Proteolytic activity in the midgets of pupae and imagos (the adult stage) of worker honey bees was determined over a one-year period. The bees were of defined ages and the size of the hypopharyngeal glands was used as a parameter of their functional status. The activities of trypsin-like, chymotrypsin-like enzymes and the total caseinolytic activity were investigated; they did not depend on Ca2+ and showed optimal turnover at pH values above seven. Proteolytic activity is limited in pupae and newly emerged bees, then increases rapidly in the first hours of the imago stage. Proteolytic activity and the relation between trypsin- and chymotrypsin-like activity vary with age, season, and functional status. Nurse bees show the greatest proteolytic activity. Age-dependent distributions of enzymatic activities in the endo- and ecto-peritrophic space indicate the peritrophic membrane establishes compartments for digestion within the midgut lumen (Moritz and Crailsheim 1987).
Honey bees satisfy their lipid requirement by consuming pollen. The free fatty acid content of the midgut was used to quantify fat digestion. Midguts extracted from younger workers of known ages and from foragers were divided into three components: endoperitrophic region (peritrophic membrane with gut contents), extraperitrophic region and intestinal wall. Both the total amount of pollen and the amount of free fatty acids in the endoperitrophic region and in the intestinal wall depend on the bee’s age. The amounts increase within the first three days of a honey bee’s life, reach maxima around the age of eight days and then decrease continuously to the lowest values, measured in forager bees. Forced feeding with triacylglycerol results in significantly higher levels of free fatty acids, especially in the endoperitrophic region, in eight-day-old bees and foragers. This indicates that lipolytic activity depends on age and that the free fatty acid content in eight-day-old bees is primarily limited by the amount and availability of lipids ingested. The results show further that fat digestion depends on the functional status of honey bees, as is the case for pollen consumption, speed of transport of pollen bolus through the alimentary canal and protein digestion (Loidl and Crailsheim 2001).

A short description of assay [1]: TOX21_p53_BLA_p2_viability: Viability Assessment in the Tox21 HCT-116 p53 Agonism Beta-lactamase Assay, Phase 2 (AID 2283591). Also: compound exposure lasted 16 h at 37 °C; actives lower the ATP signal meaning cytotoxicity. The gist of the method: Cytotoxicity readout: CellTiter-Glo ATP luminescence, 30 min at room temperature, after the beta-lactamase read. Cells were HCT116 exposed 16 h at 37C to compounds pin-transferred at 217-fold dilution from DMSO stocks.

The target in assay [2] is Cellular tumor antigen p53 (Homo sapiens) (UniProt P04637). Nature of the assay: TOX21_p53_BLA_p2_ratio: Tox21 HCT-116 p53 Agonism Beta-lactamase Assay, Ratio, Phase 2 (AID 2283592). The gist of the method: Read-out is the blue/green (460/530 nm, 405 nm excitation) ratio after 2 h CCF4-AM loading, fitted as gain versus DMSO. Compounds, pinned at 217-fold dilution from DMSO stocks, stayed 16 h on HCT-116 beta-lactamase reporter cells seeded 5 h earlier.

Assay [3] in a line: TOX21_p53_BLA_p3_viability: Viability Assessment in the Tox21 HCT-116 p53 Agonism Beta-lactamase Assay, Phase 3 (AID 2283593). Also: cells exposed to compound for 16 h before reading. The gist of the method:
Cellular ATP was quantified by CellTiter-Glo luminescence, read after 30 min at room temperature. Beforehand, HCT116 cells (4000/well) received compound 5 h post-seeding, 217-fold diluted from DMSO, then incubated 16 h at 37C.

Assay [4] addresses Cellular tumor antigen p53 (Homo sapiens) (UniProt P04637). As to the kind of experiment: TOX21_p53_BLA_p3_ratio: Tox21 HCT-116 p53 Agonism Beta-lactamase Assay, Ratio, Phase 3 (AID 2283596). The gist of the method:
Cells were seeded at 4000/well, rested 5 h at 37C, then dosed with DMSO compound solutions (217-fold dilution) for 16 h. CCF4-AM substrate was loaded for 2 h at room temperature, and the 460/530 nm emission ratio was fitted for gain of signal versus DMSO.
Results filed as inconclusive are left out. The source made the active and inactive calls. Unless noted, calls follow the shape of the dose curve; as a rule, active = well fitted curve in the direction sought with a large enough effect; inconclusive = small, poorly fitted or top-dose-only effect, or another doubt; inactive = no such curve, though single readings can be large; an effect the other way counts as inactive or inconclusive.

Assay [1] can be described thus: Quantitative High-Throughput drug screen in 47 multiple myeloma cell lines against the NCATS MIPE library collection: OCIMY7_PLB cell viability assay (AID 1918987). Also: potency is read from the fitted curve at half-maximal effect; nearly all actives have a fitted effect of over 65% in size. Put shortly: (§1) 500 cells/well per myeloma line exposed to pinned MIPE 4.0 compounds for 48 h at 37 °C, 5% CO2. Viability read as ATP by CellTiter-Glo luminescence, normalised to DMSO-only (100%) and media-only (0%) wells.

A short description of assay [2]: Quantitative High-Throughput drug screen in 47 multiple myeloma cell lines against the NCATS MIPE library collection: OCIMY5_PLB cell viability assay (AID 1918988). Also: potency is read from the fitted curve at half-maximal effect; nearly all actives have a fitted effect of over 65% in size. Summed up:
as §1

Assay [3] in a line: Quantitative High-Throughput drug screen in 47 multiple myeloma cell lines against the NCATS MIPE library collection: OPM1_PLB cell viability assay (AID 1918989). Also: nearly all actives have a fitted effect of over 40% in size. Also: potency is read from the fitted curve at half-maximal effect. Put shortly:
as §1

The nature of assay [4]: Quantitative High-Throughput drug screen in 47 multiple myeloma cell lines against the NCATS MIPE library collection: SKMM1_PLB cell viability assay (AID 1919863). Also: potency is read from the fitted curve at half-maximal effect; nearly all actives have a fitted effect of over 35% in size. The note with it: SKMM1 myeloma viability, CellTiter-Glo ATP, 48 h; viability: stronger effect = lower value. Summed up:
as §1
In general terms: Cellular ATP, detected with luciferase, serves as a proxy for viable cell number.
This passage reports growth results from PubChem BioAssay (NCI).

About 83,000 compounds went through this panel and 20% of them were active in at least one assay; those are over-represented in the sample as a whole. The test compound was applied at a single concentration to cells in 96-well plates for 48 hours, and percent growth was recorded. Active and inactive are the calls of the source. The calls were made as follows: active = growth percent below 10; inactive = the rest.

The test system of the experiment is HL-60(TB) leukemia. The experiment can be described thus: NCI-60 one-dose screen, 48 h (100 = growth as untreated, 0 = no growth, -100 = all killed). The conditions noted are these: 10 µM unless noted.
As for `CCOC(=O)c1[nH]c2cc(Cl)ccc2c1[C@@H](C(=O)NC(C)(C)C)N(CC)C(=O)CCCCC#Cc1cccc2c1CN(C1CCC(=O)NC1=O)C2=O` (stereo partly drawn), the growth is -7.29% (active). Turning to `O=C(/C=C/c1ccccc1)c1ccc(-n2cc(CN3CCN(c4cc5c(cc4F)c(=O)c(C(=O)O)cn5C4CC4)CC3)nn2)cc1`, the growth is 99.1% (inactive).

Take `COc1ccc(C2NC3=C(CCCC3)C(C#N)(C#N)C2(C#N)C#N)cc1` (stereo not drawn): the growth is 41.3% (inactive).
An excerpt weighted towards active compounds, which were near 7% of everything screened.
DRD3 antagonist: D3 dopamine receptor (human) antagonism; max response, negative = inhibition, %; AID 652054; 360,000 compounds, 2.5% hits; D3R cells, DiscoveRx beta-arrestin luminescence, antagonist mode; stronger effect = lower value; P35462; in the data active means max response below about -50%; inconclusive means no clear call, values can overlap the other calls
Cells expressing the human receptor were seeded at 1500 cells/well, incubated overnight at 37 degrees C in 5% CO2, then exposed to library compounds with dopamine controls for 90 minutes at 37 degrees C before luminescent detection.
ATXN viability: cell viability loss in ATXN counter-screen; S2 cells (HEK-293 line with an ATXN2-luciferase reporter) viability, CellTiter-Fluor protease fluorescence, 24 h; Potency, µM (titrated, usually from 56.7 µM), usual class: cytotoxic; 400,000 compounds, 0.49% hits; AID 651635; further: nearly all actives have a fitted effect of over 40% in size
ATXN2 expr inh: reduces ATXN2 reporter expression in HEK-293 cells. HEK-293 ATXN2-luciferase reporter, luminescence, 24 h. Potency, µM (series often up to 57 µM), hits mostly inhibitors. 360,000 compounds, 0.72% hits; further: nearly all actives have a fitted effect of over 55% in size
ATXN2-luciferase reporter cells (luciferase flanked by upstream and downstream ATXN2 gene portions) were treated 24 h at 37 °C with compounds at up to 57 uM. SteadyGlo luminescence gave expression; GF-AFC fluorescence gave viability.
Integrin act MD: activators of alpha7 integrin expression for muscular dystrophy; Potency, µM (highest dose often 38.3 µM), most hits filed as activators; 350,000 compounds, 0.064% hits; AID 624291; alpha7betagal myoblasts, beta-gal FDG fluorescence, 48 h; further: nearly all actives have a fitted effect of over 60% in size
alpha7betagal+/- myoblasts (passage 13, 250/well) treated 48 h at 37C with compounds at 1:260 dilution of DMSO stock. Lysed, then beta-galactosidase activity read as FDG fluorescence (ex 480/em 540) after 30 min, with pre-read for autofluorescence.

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Clarence Collison is an Emeritus Professor of Entomology and Department Head Emeritus of Entomology and Plant Pathology at Mississippi State University, Mississippi State, MS.